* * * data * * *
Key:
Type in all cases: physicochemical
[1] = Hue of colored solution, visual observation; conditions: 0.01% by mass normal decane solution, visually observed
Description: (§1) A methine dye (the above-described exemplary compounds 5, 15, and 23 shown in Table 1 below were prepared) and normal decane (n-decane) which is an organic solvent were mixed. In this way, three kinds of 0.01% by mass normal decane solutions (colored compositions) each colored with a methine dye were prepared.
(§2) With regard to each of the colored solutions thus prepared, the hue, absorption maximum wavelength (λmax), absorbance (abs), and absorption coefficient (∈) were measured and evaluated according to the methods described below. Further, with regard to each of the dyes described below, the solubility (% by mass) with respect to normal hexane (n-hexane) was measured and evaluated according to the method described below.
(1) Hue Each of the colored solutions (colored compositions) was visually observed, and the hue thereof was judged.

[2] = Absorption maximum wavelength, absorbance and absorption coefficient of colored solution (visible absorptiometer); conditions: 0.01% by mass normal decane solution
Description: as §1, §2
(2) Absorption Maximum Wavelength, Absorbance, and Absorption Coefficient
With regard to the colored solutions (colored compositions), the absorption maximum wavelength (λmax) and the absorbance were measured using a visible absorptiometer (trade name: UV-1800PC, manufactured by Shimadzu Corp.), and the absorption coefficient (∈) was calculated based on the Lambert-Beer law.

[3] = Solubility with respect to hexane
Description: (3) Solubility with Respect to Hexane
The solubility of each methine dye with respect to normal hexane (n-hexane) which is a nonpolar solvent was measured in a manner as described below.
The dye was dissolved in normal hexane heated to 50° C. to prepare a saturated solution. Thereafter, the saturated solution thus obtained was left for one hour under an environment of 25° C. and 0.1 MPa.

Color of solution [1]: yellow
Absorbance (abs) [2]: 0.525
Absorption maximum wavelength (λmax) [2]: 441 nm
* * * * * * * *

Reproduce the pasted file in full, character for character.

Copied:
Key:
Type in all cases: physicochemical
[1] = Hue of colored solution, visual observation; conditions: 0.01% by mass normal decane solution, visually observed
Description: (§1) A methine dye (the above-described exemplary compounds 5, 15, and 23 shown in Table 1 below were prepared) and normal decane (n-decane) which is an organic solvent were mixed. In this way, three kinds of 0.01% by mass normal decane solutions (colored compositions) each colored with a methine dye were prepared.
(§2) With regard to each of the colored solutions thus prepared, the hue, absorption maximum wavelength (λmax), absorbance (abs), and absorption coefficient (∈) were measured and evaluated according to the methods described below. Further, with regard to each of the dyes described below, the solubility (% by mass) with respect to normal hexane (n-hexane) was measured and evaluated according to the method described below.
(1) Hue Each of the colored solutions (colored compositions) was visually observed, and the hue thereof was judged.

[2] = Absorption maximum wavelength, absorbance and absorption coefficient of colored solution (visible absorptiometer); conditions: 0.01% by mass normal decane solution
Description: as §1, §2
(2) Absorption Maximum Wavelength, Absorbance, and Absorption Coefficient
With regard to the colored solutions (colored compositions), the absorption maximum wavelength (λmax) and the absorbance were measured using a visible absorptiometer (trade name: UV-1800PC, manufactured by Shimadzu Corp.), and the absorption coefficient (∈) was calculated based on the Lambert-Beer law.

[3] = Solubility with respect to hexane
Description: (3) Solubility with Respect to Hexane
The solubility of each methine dye with respect to normal hexane (n-hexane) which is a nonpolar solvent was measured in a manner as described below.
The dye was dissolved in normal hexane heated to 50° C. to prepare a saturated solution. Thereafter, the saturated solution thus obtained was left for one hour under an environment of 25° C. and 0.1 MPa.

Color of solution [1]: yellow
Absorbance (abs) [2]: 0.525
Absorption maximum wavelength (λmax) [2]: 441 nm